How To: Expand btrfs root file system of VirtualBox installation on Win10


If you installed openSUSE Leap 42.3 on a virtual machine, like I did, using the openSUSE installer on your Windows 10 system and went with all the defaults, you probably ran into the issue where the 8GB of default storage is already running short after your first boot and updates have run their course. I then had to figure out how to expand the root filesystem a little to make room for all the stuff I still had yet to install.

The following procedure highlights a specific way to accomplish the expansion using the tools provided with the current install and installation media. No other tools or software will need to be downloaded/installed.

Host OS: Windows 10, ver. 1709
Virtual Machine: Oracle VM VirtualBox, Version 5.2.8 r121009 (Qt5.6.2)
Virtual Image OS: openSUSE Leap 42.3

[size=4]Resize The Virtual Hard Disk
Before beginning, ensure the virtual machine running Leap 42.3 has been shutdown.
Verify this in the Oracle VM VirtualBox Manager, Machine Tools view, left-hand side.
Should say “Powered Off”[/size][/size]

  1. Click on the “Global Tools” drop-down menu and select “Virtual Media Manager”

  2. On the “Properties” view>“Hard disks” tab, select the virtual disk for Leap 42.3.

  3. On the “Attributes” tab, use the “Size” slider or text box to increase the size of the virtual disk (I went with 20GB for my purposes)

  4. Click “Apply”

That’s it for resizing the virtual hard disk.

Resize The Root Partition size=2
Now we need to resize the root partition on the virtual machine by booting into a rescue system. You will need to boot into the installation media in the VM.

  1. Start the “openSUSE Leap 42.3 x86_64” virtual machine with the installation DVD image.
    (If you’re boot order is default, the DVD usually boots first. If not, hit F12 when prompted and select the install DVD.)

  2. Once the virtual machine has booted into the install media menu, use the down arrow key on the keyboard to highlight the “More …” selection and hit Enter.

  3. Ensure “Rescue System” is highlighted and press Enter.
    It will take a few minutes to boot up. Be sure to answer any prompts and login as root (there is no password prompt).

  4. Once logged in, display your disk partitions using GNU Partition Editor and note the disk number of the root partition (should be the only one with a “boot” flag).
    Note: Size values shown should not be taken literally, your system may be different.

tty1:rescue:~ # parted -l
Disk /dev/sda: 21.5GB
Sector size (logical/physical): 512B/512B
Partition Table: msdos
Disk Flags:

Number  Start   End     Size    Type     File system     Flags
1       1049kB  1044MB  1043MB  primary  linux-swap(v1)  type=82
2       1044MB  7.9GB   6.8GB   primary  btrfs           boot, type=83

  1. Resize the partition, again, using GNU Partition Editor.
    The following command will bring you into an interactive instance of the partition editor.
    “resize” is the command you enter, then just follow the prompts as captured below.
    (Note: The “End?” value you enter below should match the “Disk /dev/sda:” value shown above.)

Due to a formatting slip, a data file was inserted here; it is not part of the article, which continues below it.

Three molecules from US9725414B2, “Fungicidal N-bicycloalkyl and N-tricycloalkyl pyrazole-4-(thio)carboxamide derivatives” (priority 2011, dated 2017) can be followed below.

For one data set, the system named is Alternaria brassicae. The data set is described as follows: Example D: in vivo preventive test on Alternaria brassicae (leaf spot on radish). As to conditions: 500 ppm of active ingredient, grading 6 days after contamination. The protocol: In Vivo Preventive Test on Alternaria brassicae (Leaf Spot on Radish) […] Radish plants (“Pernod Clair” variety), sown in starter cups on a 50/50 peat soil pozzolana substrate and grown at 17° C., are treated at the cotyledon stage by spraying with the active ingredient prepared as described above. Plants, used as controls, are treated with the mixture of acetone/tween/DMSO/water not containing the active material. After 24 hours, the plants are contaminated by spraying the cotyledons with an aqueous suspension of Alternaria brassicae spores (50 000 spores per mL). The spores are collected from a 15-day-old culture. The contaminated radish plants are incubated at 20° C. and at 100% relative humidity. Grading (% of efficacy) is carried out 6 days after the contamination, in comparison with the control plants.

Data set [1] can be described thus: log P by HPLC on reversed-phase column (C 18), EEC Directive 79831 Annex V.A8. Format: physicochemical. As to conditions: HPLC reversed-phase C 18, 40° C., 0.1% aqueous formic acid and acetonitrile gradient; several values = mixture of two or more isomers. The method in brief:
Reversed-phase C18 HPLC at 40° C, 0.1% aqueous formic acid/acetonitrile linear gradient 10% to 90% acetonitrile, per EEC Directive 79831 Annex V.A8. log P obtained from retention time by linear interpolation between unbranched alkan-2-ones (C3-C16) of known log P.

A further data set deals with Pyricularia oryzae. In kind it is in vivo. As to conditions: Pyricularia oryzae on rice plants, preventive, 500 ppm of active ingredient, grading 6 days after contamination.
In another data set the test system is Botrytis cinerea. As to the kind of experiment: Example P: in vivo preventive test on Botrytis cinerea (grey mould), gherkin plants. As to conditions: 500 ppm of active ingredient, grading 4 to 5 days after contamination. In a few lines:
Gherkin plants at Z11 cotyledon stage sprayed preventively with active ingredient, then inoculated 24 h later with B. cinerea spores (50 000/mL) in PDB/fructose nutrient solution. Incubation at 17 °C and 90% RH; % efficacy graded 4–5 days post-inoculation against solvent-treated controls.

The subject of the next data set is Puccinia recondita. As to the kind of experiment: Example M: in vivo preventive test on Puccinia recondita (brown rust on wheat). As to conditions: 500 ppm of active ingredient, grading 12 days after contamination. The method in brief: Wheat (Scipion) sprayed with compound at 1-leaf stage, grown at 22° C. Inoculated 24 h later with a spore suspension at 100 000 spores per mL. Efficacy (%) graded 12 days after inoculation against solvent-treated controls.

Important: Do not forget the units for your new size.
tty1:rescue:~ # parted /dev/sda
GNU Parted 3.1
Using /dev/sda
Welcome to GNU Parted! Type 'help' to view a list of commands.
(parted) resize
Partition number? 2
End?  [7.9GB]? 21.5GB
(parted) quit
Information: You may need to update /etc/fstab.

Now that the partition is resized you can verify using

parted -l

Next we need to resize the filesystem to match the new partition size.

Resize btrfs File System[size=2] (1)

In order to make use of all the room we just added, we’ll need to expand the btrfs filesystem.

[/size]1) Mount the newly expanded partition.

tty1:rescue:~ # mount /dev/sda2 /mnt
  1. Resize the file system.
tty1:rescue:~ # btrfs filesystem resize max /mnt
Resize '/mnt' of 'max'

That’s it! The root partition is now resized and ready for action. You can verify the filesystem size using

df -h

​Reboot and Enjoy The Space

Reboot your Virtual Machine back to your virtual system hard drive and you should be running with all the new space you just set.


  1. How to resize/extend a btrfs formatted root partition -

Very nice.
You could even create an appropriately named SDB on the subject.

I developed a slightly different procedure to accomplish the same things…

Generically, for whatever virtualization technology you’re using, nowadays most manager apps will have a way of enlarging the virtual disk file, similar to what you describe for VBox. In the “old days” and may still be preferable for some, there is always a command that will do this, and will be specific to the virtual disk file type (ie. VDI, RAW, VMDK, VHD, QCOW2, etc).

Then, configure the Virtual CDROM of your Guest, pointing to a Gparted Live iso.
Boot to the LiveCD and modify your partitions and file systems as you wish.

Reboot and enjoy.

As described in your recommendation, the method I describe also addresses the problem many procedures have in not being able to make some changes to the root partition while the system is running.